H3J84A Young Chinese people on campus
Despite the options abroad, many Chinese students are being drawn back to their home country © Alamy

Jason Li opted out of China’s domestic exam system in his mid-teens, moving instead to Canada to finish high school before completing an undergraduate degree at the University of Waterloo, about two hours drive west of Toronto. But he had no hesitation about where he wanted to go next to further his studies and pursue a career in finance.

“I didn’t even think for a second about coming back to China,” he says. “Canada is a nice place to live but, given the market here and thinking about my career, I had to come back.”

Mr Li opted to study for a specialist Finance MBA at the Tsinghua People’s Bank of China School of Finance in Beijing, a dual degree programme with Cornell University taught by professors from both institutions and for which Chinese and English fluency is required.

His decision reflects the views of many Chinese who, despite the options for study and work abroad, are being drawn back to their home country. Mr Li lives in Shanghai and works for a healthcare-focused private equity firm after a previous job at a Chinese securities firm. He was attracted to the programme for at least two reasons.

First, it is based in the capital, offering access to student, faculty and advisers drawn from the decision-making elite in business and government. “That’s a magical relationship for the future,” he says. “Execution takes place in Shanghai but the policy is decided in Beijing.” Second, because the programme is part-time, he can keep his job and commute for his classes over long weekends.

Ya Ru Chen, a professor at Cornell who oversaw the creation of the dual degree programme, which takes 70 students a year, says: “We want to grab the most talented people in a fast-growing market. They are doing well and can’t afford to take two years out to study full time. Demand is huge. The authorities put a cap on numbers, but we could easily take 120.”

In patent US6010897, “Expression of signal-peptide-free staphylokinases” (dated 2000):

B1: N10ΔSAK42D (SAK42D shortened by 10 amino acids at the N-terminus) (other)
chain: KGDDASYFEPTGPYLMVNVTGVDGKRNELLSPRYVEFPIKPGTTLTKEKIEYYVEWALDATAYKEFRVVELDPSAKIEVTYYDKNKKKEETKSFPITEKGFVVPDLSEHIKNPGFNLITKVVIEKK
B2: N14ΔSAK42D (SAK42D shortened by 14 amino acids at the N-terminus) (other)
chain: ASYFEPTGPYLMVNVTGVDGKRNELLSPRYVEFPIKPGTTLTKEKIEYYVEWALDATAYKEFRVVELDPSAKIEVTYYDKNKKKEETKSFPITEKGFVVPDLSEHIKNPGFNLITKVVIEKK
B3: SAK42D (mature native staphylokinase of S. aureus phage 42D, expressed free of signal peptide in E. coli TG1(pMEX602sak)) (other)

Such views are reflected by Candy Li (no relation to Jason) who also lived and studied for an undergraduate engineering degree in Canada. She returned to her native Shenzhen to help run the family car parts manufacturing business.

She chose the specialist finance MBA in order to expand her expertise as the company gears up for an initial public offering. “We have lots of engineers in the family, but we needed strong financial expertise and a network,” Ms Li says. “This will give me the edge with policymakers.”

At the Cheung Kong Graduate School of Business, Michelle Lau, who grew up in Hong Kong and returned to help run the family healthcare business after studying at the University of California, Berkeley, says: “If you really want to understand China, you have to be in it. And Beijing is the capital: everything starts from here.”

Not every student takes the same view. At the Hong Kong University of Science and Technology, Vivien Chen left China to complete an undergraduate degree in Germany and is taking a part-time bilingual executive MBA after selling her digital start-up company. “I’m a person who loves change,” she says. “I always want something new. I’d rather go far away than the mainland. But not too far like the US, because of the travel time. For me, it has to be in Asia.”

At Singapore’s Nanyang Technical University, Charles Lu, who grew up in a family of modest wealth near Beijing, was tempted by the offer of a full scholarship to study abroad and the scope to broaden his horizons. He stayed on for an MBA, funded through a mix of scholarships and family support. “It gives me international exposure,” he says. “I’ll stay for at least three or four more years. I’ve settled here. I’m looking at doing a second masters degree.”

Fellow MBA student Naomy Gmyrek, who is half Indonesian and half Polish, says: “I lived in Singapore when I was very young, and my parents met here. I just love the energy and the nightlife. I have a fascination with Asia, and you can taste the diversity.”

For other foreign students in the region, the reasons for their choices include a mix of the course options provided, impressions from sample lectures, recommendations from family and alumni, and career aspirations. The number of foreign students studying in China still remains an intrepid few — just 3 per cent last year, according to a report by the Graduate Management Admissions Council.

At the Antai School of Business in Shanghai, Anais Pothon, who came from France because she was keen to work in China, says she was attracted to the city because of its entrepreneurship and as it is a base for many international companies. She likes the school for its wide range of course options, a focus on doing business in China, and its attractive downtown campus.

She was also offered a partial scholarship by the school to study its English language MBA with additional Chinese lessons. “I’d like to stay in Shanghai and help advise French companies wanting to invest here,” she says.

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